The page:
Is the IOA Ombuds the same as a Mediator? 
No.  While many ombuds are trained as mediators and often use mediation skills and techniques as one of many approaches to problem-solving and conflict management, the ombuds role is broader than and more connected to the organization than a mediator. A mediator is typically an outside professional focused on helping people solve a specific issue or problem as compared with the ombuds who has a broader scope of work.

 What sort of issues and concerns can be brought to the IOA Ombuds?
The IOA Ombuds can provide assistance with the full range of issues or concerns relating to their ombuds practice and the profession including, among others:

    • All types of identity-based concerns
    • Harassment (including sexual harassment)
    • Free speech and free expression
    • Integrity issues / Intellectual property / Research concerns
    • Conflicts of interest
    • Issues related to the IOA

 May I contact the IOA Ombuds for guidance concerning an issue I am having myself and also if I have a concern about others?
People may consult with the IOA Ombuds with a concern about a colleague or about something that affects themselves. 

Will my communications with the IOA Ombuds be confidential? Are there exceptions to this confidentiality?
Communications with the IOA Ombuds are considered confidential and will not be disclosed unless the ombuds determines that there is an imminent risk of serious harm or unless, in the course of their communications,  the visitor grants permission for the ombuds to make a disclosure and the ombuds determines that it is appropriate to do so.  

What authority does the IOA Ombuds have? What authority does the IOA Ombuds not have?
The IOA Ombuds serves as an independent, neutral, informal, and confidential resource for visitors to discuss any concerns they may have concerning their practice or the profession.  The ombuds will be able to provide information confidentially and will provide a safe place for people to discuss their concerns in a confidential way to explore options for any further action.  The IOA Ombuds, however, is not authorized to serve as a place where notice of claims can be given to the IOA.  Likewise, the ombuds has not been authorized to make business or policy decisions or to conduct any investigations on behalf of IOA.

Is the IOA Ombuds part of a formal complaint procedure?
No.  The IOA Ombuds is an informal and purely voluntary resource. No one is required to use it, but those who do will be deemed to have agreed to respect and abide by the principles on which it was created and not to call the Ombuds to testify or produce documents related to confidential communications in any administrative or legal proceeding. IOA has also agreed not to call the IOA Ombuds to testify or produce documents with respect to confidential communications in any administrative or legal proceedings.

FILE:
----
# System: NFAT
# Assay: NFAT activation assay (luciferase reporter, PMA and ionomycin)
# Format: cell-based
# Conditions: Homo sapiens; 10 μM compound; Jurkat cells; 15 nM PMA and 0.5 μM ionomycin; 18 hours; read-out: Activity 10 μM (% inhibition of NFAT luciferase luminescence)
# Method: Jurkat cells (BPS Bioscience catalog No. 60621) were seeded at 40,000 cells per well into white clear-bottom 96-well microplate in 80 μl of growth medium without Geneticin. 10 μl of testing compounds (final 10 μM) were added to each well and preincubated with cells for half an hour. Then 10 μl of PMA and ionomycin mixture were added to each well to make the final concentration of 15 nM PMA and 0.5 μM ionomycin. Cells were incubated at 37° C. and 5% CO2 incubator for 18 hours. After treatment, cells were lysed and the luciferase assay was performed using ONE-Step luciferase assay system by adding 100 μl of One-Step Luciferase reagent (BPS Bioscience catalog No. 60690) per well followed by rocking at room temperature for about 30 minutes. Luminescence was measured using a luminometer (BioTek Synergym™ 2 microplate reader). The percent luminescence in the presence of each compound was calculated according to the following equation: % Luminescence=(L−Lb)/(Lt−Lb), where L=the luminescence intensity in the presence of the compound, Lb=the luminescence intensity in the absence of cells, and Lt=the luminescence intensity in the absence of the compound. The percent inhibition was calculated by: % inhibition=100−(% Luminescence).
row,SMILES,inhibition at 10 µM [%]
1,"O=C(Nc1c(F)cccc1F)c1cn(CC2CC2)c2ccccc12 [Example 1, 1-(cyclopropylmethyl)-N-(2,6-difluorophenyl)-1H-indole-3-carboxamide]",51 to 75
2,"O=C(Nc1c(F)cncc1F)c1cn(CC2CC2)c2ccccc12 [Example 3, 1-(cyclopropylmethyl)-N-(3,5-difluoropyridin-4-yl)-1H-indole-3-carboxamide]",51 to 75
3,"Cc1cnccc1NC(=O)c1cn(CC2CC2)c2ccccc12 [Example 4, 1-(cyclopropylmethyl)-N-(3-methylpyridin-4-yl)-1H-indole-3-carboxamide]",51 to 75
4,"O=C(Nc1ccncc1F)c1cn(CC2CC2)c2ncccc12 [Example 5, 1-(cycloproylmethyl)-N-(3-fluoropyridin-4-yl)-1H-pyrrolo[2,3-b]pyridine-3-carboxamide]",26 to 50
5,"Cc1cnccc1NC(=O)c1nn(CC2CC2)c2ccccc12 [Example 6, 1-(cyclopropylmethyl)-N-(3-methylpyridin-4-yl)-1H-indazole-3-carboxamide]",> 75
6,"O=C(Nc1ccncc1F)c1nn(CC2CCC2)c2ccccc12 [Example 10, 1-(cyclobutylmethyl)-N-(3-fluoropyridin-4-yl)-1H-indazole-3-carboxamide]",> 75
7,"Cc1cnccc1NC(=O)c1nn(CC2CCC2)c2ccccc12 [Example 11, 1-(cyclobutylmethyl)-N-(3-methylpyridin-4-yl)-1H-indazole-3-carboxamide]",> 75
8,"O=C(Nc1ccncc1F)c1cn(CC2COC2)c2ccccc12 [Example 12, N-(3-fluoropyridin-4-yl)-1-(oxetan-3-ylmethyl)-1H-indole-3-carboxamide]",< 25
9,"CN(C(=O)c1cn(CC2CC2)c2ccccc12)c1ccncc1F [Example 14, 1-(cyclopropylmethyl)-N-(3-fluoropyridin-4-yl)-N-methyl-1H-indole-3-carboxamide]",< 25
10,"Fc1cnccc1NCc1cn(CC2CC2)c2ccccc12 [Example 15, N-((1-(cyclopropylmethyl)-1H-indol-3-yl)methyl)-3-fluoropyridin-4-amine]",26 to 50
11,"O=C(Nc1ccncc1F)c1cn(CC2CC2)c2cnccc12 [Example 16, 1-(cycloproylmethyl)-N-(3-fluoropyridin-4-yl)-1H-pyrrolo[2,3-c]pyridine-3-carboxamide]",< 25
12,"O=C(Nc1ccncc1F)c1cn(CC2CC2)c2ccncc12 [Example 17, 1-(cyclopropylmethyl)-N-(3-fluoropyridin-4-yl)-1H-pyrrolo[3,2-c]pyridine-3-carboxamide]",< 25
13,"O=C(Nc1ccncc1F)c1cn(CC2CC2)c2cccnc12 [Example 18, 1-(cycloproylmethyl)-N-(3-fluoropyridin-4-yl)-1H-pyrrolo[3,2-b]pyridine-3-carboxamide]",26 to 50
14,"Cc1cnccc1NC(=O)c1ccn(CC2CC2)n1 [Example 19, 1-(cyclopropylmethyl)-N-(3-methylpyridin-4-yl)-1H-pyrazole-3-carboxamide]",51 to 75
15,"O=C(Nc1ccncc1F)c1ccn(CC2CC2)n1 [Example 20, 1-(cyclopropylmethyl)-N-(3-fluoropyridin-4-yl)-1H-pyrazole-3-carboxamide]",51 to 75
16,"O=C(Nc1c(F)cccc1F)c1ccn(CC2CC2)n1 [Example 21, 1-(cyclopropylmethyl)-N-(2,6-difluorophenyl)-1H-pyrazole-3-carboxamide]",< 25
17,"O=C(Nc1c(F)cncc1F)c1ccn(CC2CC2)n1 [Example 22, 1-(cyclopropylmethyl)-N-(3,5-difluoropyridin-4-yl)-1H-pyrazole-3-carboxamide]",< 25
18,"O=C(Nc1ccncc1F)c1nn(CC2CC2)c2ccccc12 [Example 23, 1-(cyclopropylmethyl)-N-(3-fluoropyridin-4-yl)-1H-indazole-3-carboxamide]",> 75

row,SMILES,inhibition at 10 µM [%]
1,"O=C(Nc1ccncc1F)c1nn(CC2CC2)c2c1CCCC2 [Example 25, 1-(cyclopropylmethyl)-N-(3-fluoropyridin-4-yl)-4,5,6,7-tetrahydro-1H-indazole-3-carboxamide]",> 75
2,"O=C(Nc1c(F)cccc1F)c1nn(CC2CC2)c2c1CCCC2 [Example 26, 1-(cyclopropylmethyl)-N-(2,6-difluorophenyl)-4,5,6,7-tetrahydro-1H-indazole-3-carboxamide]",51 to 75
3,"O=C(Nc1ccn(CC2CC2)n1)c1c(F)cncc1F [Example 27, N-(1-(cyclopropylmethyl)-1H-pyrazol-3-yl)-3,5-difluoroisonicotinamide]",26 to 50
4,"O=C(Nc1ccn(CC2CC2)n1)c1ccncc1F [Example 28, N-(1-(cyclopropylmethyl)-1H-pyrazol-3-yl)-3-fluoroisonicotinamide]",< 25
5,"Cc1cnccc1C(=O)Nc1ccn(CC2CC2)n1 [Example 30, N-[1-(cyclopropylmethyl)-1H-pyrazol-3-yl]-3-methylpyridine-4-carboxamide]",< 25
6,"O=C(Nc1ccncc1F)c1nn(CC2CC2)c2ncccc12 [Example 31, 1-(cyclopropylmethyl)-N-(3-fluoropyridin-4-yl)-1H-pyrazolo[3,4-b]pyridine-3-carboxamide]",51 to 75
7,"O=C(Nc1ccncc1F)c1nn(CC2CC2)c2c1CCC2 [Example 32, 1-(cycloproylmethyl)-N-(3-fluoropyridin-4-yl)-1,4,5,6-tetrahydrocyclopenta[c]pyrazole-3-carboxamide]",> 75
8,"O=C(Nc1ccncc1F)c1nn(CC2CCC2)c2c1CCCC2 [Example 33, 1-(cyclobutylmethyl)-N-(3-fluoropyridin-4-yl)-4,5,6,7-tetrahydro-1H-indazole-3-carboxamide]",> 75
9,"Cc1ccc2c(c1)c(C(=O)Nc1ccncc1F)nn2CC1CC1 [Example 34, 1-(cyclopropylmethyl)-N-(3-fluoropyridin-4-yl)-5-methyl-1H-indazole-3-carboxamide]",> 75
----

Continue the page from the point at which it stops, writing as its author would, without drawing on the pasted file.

Does the IOA Ombuds report to the IOA on issues they dealt with?
The IOA Ombuds—without breaching the confidentiality of any communications by people using the services—will provide the IOA with feedback on the nature of issues raised and any insights or observations about systemic issues relating to the work of the IOA. 


The History of IOA's Own Ombuds

The International Ombuds Association (IOA) is a worldwide professional association committed to supporting organizational ombuds. In December 2019, the IOA Board of Directors unanimously voted to launch a pilot program to find an appropriate Conference Ombuds. They started their search of an experienced organizational ombuds to provide this service to participants at IOA’s 15th Annual Conference 28 March–1 April 2020 in Portland, Oregon, and contracted retired ombuds, Elaine Shaw, CO-OP®. Unfortunately, due to constraints imposed by the coronavirus pandemic, the conference was canceled.

Following the cancellation, in April 2020, IOA began providing virtual ombuds services on a temporary basis to all members and others within the IOA community as people cope with the stress, uncertainty, and possible changes to their ombuds practice. This also supports the IOA’s mission of promoting the profession, providing service to all members, and setting an example for other professional associations.

The ombuds program proved successful and in July 2020, the Board unanimously voted to extend the pilot project for one year. On September 23, 2021, having confirmed success with the pilot IOA Ombuds Program, the IOA Board of Directors voted to establish a permanent IOA Ombuds Program.

In 2020, IOA President Melanie Jagneaux spoke with our own first IOA Ombuds, Elaine Shaw, in a #GoodDayIOA video. The video features an interview with Elaine talking about serving as a resource to members during the challenges of COVID times.

In July 2022, IOA welcomed a new ombuds, Breanne Taylor.